As mentioned yesterday, the example self-portrait I took had some misleading EXIF data. The thrust of the post was that EXIF data isn’t always right, and if you read through the comments, you’ll find out most of what was wrong (this is one sharp reading audience – y’all don’t miss a beat! 🙂 ).
What was most glaring though was that the radio trigger didn’t report itself to the EXIF data. I’d noticed this in the past from the Cactus triggers when I first purchased them. It could be due to the economical nature of the cirtuitry (i.e. they weren’t very expensive). Or it could be due to the very nature of the devices themselves. I’m not sure as I’ve not had a chance yet to test the heftier devices like Radio Poppers, Cybersyncs, and of course, the mecca Pocketwizards!
Here’s the part where the reading audience is more than welcome to chime in! Do you own any of the above devices? If so, which ones? And of course, do they report to the EXIF data in your photos? Last, but not least – how regularly do they report? Because one of the things that is very useful in reproducing images (the very mark of a professional) is looking at flash data from one shot so you can repeat those settings again if needed. So, in this vein, I am not happy with the Cactus Infinity triggers. Yes, I got what I paid for, and they work well enough for their purpose…but I feel I am starting to outgrow them even more. Guess it’s time to pony up, eh? Only question is – to what?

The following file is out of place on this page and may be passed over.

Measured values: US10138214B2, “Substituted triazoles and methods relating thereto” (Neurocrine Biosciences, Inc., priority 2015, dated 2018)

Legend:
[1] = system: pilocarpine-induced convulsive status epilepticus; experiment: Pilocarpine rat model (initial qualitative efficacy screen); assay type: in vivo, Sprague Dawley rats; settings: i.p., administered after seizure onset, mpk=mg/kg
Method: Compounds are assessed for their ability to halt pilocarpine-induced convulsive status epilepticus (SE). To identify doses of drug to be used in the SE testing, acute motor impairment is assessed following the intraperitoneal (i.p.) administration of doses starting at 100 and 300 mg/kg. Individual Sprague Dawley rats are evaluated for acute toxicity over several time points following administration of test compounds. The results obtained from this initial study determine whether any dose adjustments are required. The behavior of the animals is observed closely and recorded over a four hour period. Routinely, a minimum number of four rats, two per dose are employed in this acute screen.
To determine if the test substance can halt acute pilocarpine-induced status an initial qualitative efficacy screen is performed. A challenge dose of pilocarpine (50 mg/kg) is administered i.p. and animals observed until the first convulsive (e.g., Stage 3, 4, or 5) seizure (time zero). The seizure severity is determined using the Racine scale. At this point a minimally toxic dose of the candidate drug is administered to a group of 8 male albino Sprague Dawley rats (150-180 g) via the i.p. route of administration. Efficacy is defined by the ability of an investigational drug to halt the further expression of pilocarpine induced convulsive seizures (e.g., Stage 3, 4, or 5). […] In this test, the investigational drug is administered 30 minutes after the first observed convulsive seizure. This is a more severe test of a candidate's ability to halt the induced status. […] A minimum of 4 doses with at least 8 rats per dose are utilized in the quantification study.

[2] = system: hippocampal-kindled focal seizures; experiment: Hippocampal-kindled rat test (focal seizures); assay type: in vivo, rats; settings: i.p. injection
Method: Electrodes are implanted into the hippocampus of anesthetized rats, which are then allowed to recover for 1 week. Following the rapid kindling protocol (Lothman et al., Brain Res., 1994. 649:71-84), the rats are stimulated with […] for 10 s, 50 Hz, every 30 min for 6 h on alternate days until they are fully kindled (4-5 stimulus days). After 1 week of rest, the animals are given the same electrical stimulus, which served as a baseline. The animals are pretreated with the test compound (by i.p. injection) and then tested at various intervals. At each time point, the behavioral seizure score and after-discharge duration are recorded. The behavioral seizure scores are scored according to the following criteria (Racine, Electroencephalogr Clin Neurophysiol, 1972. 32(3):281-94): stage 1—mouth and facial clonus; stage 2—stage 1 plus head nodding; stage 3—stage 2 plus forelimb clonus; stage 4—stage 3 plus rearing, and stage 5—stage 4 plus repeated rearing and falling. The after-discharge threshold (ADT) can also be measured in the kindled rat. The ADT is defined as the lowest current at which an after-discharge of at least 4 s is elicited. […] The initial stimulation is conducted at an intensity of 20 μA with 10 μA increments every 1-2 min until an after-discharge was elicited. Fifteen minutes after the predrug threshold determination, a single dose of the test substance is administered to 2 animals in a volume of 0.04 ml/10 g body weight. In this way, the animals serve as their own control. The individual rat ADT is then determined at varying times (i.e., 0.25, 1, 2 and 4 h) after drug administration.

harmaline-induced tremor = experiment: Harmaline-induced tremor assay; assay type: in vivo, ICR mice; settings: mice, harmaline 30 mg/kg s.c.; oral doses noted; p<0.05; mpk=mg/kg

Already, some questions are coming in about what kind of lighting was used, what the lighting EXIF was, and several have also asked about the background – some things I had a feeling would come up, so thanks to all sending in email asking for more details…much more is coming! I promise!
In the meantime, take a break (or a photo) and enjoy the weekend. For those of us in the U.S., remember, Memorial Day isn’t just a day of baseball, hot dogs and beer – it’s also a day to remember the fallen heroes that died defending our country…